Your immune system is built to fight off germs. The healthier you are, the better it works. An immune system that’s functioning properly can help ward off colds and flu as well as protect you from chronic and serious diseases like type 2 diabetes and cancer.
Here are some simple ways you can boost your immunity during cold and flu season — and all year long.
- Eat a healthy, well-balanced diet. You should get most of your vitamins and nutrients from unprocessed foods. Foods high in vitamin C and antioxidants are especially important for strengthening your immune system. Many fruits and vegetables are good sources of vitamin C — especially citrus fruits (like oranges), dark green leafy vegetables (like spinach), and cruciferous vegetables (like broccoli and cabbage). Deeply colored fruits and vegetables, like carrots, blueberries, and spinach, are high in antioxidants.
- Manage your stress. While short-term stress (like public speaking) can temporarily boost your immune system, chronic stress (like caring for a spouse with dementia) weakens it. Over months and years, stress takes its toll on your immune system. So, people who are older or already in poor health are likely to get sicker from stress-related changes. Anything you can do to manage everyday stressors can help. A short time set aside for guided meditation, prayer, journaling, or simply sitting outside with a cup of herbal tea can help you feel calm.
- Develop good sleep habits. During sleep, your breathing and muscle activity slow down, freeing up energy for the immune system to function. Consistent, deep sleep is best. So make sleep a priority and follow good sleep habits — put your phone away at least an hour before bedtime and keep your bedroom dark and cool. Sticking to a consistent sleep schedule also helps you sleep more soundly, so try to go to bed and wake up at the same time every day
- Supplement when necessary. Your body needs certain nutrients, like vitamin D, to fight off foreign organisms like germs. In some parts of the country, it’s hard to get enough vitamin D from sunshine, especially in the winter. Check with your doctor to see if you should take a vitamin D supplement year round.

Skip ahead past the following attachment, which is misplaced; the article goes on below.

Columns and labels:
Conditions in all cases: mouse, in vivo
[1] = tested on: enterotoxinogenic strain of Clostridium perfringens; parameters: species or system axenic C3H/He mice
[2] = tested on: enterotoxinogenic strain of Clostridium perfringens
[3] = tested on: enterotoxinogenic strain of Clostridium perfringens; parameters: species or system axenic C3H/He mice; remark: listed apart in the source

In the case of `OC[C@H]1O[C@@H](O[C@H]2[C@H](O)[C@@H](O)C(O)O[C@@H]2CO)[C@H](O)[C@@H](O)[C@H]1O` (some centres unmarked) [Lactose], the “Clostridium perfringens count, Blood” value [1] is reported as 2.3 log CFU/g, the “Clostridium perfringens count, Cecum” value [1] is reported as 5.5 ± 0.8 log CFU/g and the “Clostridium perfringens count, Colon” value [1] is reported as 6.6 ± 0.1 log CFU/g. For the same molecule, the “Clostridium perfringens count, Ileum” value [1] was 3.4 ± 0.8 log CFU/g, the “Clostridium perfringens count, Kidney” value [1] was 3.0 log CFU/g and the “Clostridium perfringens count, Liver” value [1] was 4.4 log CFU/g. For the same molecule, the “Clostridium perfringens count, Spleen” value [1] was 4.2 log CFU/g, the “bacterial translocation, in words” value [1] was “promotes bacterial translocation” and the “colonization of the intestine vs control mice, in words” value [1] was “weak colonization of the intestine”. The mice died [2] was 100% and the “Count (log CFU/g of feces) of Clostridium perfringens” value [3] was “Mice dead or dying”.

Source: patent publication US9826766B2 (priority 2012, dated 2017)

- Get physical. Exercise keeps your bones strong, lowers your risk of heart disease, and helps you manage your weight. Doctors believe it also boosts immunity, possibly by helping to flush bacteria from your lungs and airways or by causing changes in antibodies and white blood cells. So find a form of workout you like to do — walk, bike, do yoga, or swim several times a week. Bonus: Exercise is also a great stress-buster.
- Maintain a healthy weight. Being overweight can affect how your body works, including how your immune system functions. Obesity (a body mass index of more than 30 in adults) can lead to inflammation, which may weaken your immune responses. Obesity has been linked to weakened immune responses to COVID-19, H1N1 influenza, and surgical site infections.
- Wash your hands frequently. Washing your hands doesn’t technically boost your immune system. But it can prevent you from getting sick. According to the Centers for Disease Control and Prevention (CDC), handwashing can prevent about 30% of diarrhea-related sicknesses and about 20% of respiratory infections, like colds. Germs from unwashed hands can get into food and drinks — and onto objects like doorknobs and handrails. From there, they are passed on to other people. Washing your hands frequently is an effective — and easy — way to strengthen your immunity. Another related tip: Try not to touch your face. That’s how germs from your hands spread to your mouth, eyes, and nose and make you sick.
Ask your doctor or pharmacist about maintaining a healthy immune system. Following these tips is a good start. You’re not only likely to have a strong immune system; you’ll be healthier overall.